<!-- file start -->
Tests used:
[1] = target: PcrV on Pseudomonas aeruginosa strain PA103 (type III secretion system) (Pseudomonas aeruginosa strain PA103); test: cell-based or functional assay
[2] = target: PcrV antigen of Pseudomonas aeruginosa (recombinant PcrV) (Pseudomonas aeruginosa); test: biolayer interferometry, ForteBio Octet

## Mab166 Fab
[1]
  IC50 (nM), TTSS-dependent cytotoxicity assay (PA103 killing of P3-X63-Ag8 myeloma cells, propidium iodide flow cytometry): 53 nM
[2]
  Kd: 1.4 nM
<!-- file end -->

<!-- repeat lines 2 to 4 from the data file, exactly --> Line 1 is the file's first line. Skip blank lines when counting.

[1] = target: PcrV on Pseudomonas aeruginosa strain PA103 (type III secretion system) (Pseudomonas aeruginosa strain PA103); test: cell-based or functional assay
[2] = target: PcrV antigen of Pseudomonas aeruginosa (recombinant PcrV) (Pseudomonas aeruginosa); test: biolayer interferometry, ForteBio Octet

## Mab166 Fab